Lenovo Legion Go hands-on: A more Switch-like handheld gaming PC

Starting at $699, it's got an even bigger screen and detachable controllers but it runs Windows 11.

Photo by Sam Rutherford/Engadget

For fans of handheld gaming PCs, 2023 just keeps getting better. Following the release of ASUS’ ROG Ally earlier this year, Lenovo is entering the category with the Legion Go. And, after getting the chance to go hands-on with it, I think some of Lenovo’s twists may end up making a big difference.

Before we get in too deep, it’s important to mention that the units I tried are very much pre-production samples. You can see evidence of this on components like the shoulder buttons, where one side of the device features metallic paint (which is what you’ll get on retail devices) while the other side is plain black plastic. Lenovo also says that alongside a stock install of Windows 11, it’s planning to equip the Legion Go with a custom app launcher similar to ASUS’ Amoury Crate. But, that wasn’t present on the demo units I used. The Legion’s Go’s body also felt a bit rough in places, so if you spot labels or parts of its shell that don’t look quite right, Lenovo is likely looking to polish those up before its official launch sometime in October.

OK, now that we got that out the way, let’s talk about some of the Legion Go’s highlight features, the most notable of which is its screen. It’s an 8.8-inch 2,560 x 1,600 IPS panel with a 144Hz refresh rate and listed at 500 nits of brightness. So not only is the Legion Go’s panel as fast as what you get from the ROG Ally, it’s also the biggest screen on pretty much any device in this category. On top of that, colors absolutely pop, which makes the device even more appealing than many of its rivals.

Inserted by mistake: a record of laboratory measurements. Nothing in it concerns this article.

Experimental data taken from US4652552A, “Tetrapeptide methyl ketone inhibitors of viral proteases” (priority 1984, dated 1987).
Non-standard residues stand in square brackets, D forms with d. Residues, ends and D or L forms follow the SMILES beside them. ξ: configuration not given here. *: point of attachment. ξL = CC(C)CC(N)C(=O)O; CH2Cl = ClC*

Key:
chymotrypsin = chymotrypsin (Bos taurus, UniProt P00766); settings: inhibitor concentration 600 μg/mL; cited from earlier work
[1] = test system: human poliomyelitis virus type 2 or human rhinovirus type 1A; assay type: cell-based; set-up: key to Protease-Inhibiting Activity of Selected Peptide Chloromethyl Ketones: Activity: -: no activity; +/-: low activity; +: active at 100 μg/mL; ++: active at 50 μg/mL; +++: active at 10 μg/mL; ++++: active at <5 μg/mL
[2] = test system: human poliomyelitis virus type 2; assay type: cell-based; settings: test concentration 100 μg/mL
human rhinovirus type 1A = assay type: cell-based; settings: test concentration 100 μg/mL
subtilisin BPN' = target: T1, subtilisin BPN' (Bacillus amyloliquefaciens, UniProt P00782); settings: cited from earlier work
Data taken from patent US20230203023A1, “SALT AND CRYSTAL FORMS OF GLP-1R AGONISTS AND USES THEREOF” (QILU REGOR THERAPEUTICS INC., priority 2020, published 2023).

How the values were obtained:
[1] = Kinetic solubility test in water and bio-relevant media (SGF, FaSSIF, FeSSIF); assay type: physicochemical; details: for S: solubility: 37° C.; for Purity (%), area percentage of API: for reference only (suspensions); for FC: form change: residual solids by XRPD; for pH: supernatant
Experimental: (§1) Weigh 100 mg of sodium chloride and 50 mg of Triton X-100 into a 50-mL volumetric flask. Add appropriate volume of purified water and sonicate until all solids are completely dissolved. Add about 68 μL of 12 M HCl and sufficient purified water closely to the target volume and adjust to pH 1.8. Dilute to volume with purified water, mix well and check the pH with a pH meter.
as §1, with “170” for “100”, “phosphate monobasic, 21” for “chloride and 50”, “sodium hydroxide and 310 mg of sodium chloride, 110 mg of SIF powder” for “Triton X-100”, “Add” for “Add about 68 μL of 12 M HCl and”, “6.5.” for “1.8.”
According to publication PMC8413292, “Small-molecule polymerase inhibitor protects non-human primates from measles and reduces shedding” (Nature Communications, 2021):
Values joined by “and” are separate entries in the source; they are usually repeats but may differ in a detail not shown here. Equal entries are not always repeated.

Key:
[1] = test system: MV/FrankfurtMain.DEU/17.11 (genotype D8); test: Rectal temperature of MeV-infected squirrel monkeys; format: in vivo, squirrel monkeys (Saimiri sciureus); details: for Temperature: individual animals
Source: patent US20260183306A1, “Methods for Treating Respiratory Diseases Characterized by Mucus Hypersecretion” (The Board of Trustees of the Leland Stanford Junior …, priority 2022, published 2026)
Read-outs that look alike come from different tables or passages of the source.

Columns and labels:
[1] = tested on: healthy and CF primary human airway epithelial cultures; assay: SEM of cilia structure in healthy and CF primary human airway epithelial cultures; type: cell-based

The obvious downside to this is that between that big display and a somewhat boxy body, the Legion Go is rather bulky. Measuring 11.8 x 5.15 x 1.61 inches, the Legion Go is much closer in size to the Steam Deck than sleeker rivals like the ROG Ally. As for the rest of its design, you get a familiar Xbox-style button layout in front, with an interesting asymmetrical rear paddle layout in back, with a total of four rear buttons along with a scroll wheel, though I’m not sure what’s the intended purpose for that last component. That said, I’m not going to turn my nose up at additional input methods.

Interestingly, Lenovo is also drawing inspiration from the Nintendo Switch as evidenced by the folding kickstand in back and the ability to detach the Legion Go’s controllers from its main body. However, I did notice that removing the controllers isn’t quite as smooth or easy as it is on a Switch. First, you have to press the button in the back and then kind of tilt and slide at the same time. Granted, I mostly got the hang of it after a few minutes, but it definitely takes some practice.

This kickstand does make it easy to prop the display up on a table while using the controllers remotely, though. And thanks to the two USB 4 ports, you can even connect peripherals like a mouse and keyboard if you want to turn the Legion Go into a tiny desktop. Alternatively, you can use the single touchpad on the right control to mouse around in Windows, which is a nice nod towards general usability, because unlike the ROG Ally, you can’t use the Legion Go’s joysticks to move your cursor.

One nice touch with the Legion Go is that unlike the ASUS ROG Ally, Lenovo's handheld gaming PC comes with an included protective case.
Photo by Sam Rutherford/Engadget

Another clever feature on the Legion Go is that on the bottom of the right controller, there’s what Lenovo is calling an FPS Switch. If you toggle that and then drop the right controller into an included cradle, suddenly you get what is essentially a vertical mouse that you can drag across a table while playing shooters. That said, I’m not sure I’ll ever prefer this setup over a traditional horizontal mouse or even a joystick.

Finally, with specs including an AMD Z1 Extreme chip, 16GB of RAM, up to 1TB of storage and a 49.2 WHr battery, the Legion Go looks to be just as powerful as the ROG Ally. But what makes this so impressive is that in addition to coming with an included case (which you don’t get from ASUS), Lenovo is being very aggressive with pricing, as the Legion Go will start at $699. That’s the same as the Ally, despite the Legion Go’s bigger screen, bigger battery and more sophisticated controllers.

So while Lenovo still has some polishing to do before the Legion Go officially goes on sale sometime in October, with another big name joining the battle, it’s clear the fight for handheld gaming PC supremacy is just beginning.